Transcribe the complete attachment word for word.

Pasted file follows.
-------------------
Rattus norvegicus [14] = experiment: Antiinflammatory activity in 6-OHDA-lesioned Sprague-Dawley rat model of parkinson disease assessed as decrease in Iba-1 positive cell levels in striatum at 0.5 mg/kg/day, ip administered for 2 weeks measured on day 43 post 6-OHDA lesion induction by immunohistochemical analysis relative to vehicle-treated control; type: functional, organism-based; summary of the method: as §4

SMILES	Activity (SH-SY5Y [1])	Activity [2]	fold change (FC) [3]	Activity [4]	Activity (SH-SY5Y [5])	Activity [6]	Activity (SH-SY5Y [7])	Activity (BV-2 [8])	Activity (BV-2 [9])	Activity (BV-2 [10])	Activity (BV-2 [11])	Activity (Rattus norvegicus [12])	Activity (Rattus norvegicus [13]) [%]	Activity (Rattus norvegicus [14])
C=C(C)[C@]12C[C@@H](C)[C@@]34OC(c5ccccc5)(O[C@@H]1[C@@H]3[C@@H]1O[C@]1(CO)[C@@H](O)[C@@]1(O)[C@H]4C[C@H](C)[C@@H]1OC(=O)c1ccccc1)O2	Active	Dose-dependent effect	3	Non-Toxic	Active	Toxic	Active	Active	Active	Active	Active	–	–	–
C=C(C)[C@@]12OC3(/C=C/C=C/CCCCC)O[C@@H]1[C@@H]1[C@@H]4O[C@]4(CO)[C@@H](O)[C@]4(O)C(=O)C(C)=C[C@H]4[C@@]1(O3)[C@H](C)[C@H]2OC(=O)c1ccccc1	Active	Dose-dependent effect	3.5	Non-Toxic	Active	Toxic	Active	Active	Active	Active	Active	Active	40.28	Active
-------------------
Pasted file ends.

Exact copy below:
Rattus norvegicus [14] = experiment: Antiinflammatory activity in 6-OHDA-lesioned Sprague-Dawley rat model of parkinson disease assessed as decrease in Iba-1 positive cell levels in striatum at 0.5 mg/kg/day, ip administered for 2 weeks measured on day 43 post 6-OHDA lesion induction by immunohistochemical analysis relative to vehicle-treated control; type: functional, organism-based; summary of the method: as §4

SMILES	Activity (SH-SY5Y [1])	Activity [2]	fold change (FC) [3]	Activity [4]	Activity (SH-SY5Y [5])	Activity [6]	Activity (SH-SY5Y [7])	Activity (BV-2 [8])	Activity (BV-2 [9])	Activity (BV-2 [10])	Activity (BV-2 [11])	Activity (Rattus norvegicus [12])	Activity (Rattus norvegicus [13]) [%]	Activity (Rattus norvegicus [14])
C=C(C)[C@]12C[C@@H](C)[C@@]34OC(c5ccccc5)(O[C@@H]1[C@@H]3[C@@H]1O[C@]1(CO)[C@@H](O)[C@@]1(O)[C@H]4C[C@H](C)[C@@H]1OC(=O)c1ccccc1)O2	Active	Dose-dependent effect	3	Non-Toxic	Active	Toxic	Active	Active	Active	Active	Active	–	–	–
C=C(C)[C@@]12OC3(/C=C/C=C/CCCCC)O[C@@H]1[C@@H]1[C@@H]4O[C@]4(CO)[C@@H](O)[C@]4(O)C(=O)C(C)=C[C@H]4[C@@]1(O3)[C@H](C)[C@H]2OC(=O)c1ccccc1	Active	Dose-dependent effect	3.5	Non-Toxic	Active	Toxic	Active	Active	Active	Active	Active	Active	40.28	Active